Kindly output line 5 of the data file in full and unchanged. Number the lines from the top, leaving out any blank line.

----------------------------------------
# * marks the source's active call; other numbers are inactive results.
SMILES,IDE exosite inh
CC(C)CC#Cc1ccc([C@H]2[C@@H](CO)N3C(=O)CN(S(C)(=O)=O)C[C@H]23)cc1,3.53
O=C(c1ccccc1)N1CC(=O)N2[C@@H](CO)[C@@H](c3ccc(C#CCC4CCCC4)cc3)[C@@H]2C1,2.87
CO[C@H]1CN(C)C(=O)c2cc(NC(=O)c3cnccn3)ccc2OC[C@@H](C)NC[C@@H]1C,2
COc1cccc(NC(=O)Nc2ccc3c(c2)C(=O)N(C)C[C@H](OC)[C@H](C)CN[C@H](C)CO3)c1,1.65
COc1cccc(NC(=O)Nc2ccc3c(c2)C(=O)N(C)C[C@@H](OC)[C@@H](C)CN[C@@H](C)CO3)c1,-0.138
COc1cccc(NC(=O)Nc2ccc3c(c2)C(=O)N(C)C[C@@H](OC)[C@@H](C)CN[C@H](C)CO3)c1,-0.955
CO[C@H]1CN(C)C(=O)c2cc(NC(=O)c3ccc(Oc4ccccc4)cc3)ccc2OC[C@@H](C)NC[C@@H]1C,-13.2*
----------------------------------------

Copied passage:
CO[C@H]1CN(C)C(=O)c2cc(NC(=O)c3cnccn3)ccc2OC[C@@H](C)NC[C@@H]1C,2